Two Cases of Rabies in Animals Near Superstition Mountains

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Two Cases of Rabies in Animals Near Superstition Mountains
Several animals near the Superstition Mountains have tested positive for rabies.

On Friday, public health officials in Pinal and Maricopa counties announced that the Arizona Department of Health Services laboratory has confirmed at least two cases.

Rabies is an acute virus disease of the nervous system that is usually transmitted through the bite of a rabid animal. Symptoms include increased salivation, foaming at the mouth and erratic, abnormal behavior. If left untreated, rabies will eventually result in paralysis and death.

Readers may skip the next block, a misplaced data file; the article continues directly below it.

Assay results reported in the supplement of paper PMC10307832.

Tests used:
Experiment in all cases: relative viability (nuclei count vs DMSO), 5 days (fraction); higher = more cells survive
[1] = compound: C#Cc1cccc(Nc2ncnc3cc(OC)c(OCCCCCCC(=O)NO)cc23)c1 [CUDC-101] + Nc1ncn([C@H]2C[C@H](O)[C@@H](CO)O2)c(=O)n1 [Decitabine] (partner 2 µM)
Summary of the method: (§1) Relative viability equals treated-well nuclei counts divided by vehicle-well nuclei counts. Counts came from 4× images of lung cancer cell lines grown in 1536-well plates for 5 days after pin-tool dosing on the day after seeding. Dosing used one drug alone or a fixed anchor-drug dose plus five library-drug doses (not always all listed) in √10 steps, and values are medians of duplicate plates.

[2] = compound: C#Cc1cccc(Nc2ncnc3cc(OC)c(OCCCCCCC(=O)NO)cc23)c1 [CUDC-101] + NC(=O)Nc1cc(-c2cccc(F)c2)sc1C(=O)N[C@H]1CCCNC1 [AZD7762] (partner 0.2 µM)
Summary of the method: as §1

The two confirmed cases are from an area that includes Lost Dutchman State Park, the First Water Trail and the Tonto National Forest. The Superstition Mountains Wilderness Area is a popular hiking and camping destination in the valley, and residents and visitors should be aware when bringing their pets along for a hike.

It’s important to make sure all pets are properly vaccinated against rabies, and they should be kept on a leash and not allowed to roam free.

Signs reminding hikers and campers of rabies have been posted at trailheads and campgrounds in the area in order to ensure visitors are aware of and attentive to the issue.

Several reports from hikers in the area indicate that infected animals have been infected with the disease.

For more information on rabies and protecting your pets, please visit www.cdc.gov/rabies.

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